How can we explain the politics of euro adoption in the Czech Republic, Hungary and Poland? How did the euro crisis influence their positions regarding euro adoption? This article builds on the domestic politics literature and argues: (i) countries that had joined the Exchange Rate Mechanism-2 early had an easier time adopting the euro compared with those that did not; (ii) having a pro-euro government is a necessary but not sufficient condition to adopt the euro; (iii) the political ideology of the ruling elites is important; (iv) the existence of veto points in the domestic political system influences the entire process; (v) although the three countries have made central banks technically independent, the appointment process remains highly political and complex, which has led to conflicts between the central banks and the governments – negatively influencing euro adoption policies; and (vi) the issue does not have much salience in public opinion and thus does not usually feature high on the agenda of the political elites in the three countries. These three countries to date have not adopted the euro for various domestic political reasons. They have at different times been laggards by default or laggards by choice.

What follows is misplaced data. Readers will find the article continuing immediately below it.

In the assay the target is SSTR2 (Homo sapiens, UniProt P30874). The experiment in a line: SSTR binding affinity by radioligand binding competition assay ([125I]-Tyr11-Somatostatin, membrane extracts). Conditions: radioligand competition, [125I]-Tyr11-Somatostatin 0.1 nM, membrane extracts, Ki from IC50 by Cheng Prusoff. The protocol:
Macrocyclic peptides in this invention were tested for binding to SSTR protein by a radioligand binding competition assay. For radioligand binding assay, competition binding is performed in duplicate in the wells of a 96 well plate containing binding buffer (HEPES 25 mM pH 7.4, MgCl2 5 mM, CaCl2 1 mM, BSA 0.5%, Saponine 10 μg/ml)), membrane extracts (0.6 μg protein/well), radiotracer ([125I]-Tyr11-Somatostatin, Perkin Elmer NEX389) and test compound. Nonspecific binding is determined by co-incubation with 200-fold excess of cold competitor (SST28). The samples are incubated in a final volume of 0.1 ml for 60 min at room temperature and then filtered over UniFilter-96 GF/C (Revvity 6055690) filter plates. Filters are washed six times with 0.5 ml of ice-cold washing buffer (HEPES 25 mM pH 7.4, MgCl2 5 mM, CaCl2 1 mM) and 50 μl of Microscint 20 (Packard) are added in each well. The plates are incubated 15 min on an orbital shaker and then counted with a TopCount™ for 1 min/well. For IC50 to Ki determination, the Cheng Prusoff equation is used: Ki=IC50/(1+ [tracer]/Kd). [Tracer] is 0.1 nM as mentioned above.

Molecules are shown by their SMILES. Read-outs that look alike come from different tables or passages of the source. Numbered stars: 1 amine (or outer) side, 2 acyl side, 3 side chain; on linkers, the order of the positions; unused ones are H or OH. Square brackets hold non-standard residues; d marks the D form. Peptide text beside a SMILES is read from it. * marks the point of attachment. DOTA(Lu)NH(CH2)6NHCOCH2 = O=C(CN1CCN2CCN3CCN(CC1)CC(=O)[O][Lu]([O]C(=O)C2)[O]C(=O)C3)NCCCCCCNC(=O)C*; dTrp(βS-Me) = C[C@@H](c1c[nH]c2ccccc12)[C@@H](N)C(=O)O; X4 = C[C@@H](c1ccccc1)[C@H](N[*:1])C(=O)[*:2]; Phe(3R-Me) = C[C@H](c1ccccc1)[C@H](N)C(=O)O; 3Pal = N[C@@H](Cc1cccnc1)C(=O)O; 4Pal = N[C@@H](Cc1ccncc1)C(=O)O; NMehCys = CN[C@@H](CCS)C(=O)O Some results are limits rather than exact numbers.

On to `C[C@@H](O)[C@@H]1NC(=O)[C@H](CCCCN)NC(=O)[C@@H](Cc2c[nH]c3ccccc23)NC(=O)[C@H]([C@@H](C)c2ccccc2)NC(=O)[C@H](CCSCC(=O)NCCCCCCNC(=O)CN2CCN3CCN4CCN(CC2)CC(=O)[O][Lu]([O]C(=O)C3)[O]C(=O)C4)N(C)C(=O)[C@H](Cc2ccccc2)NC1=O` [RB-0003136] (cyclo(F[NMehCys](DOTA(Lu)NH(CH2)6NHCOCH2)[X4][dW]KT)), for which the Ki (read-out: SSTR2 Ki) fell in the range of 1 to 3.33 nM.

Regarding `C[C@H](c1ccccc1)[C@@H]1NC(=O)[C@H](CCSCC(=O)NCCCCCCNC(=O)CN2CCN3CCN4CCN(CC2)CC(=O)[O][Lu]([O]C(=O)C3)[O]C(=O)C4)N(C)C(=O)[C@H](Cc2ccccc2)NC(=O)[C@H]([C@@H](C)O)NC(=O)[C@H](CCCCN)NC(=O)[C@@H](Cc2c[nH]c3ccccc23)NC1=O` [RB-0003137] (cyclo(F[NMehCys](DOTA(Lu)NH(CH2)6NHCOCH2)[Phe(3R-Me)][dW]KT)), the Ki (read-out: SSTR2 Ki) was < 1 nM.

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- BANK, COMMITMENTS, Central Europe, EASTERN-EUROPE, IMPACT, INTEGRATION, INTERESTS, MONETARY INSTITUTIONS, POLICY, POLITICS, UNION, domestic politics, economic and monetary union, euro adoption, new member states, political elites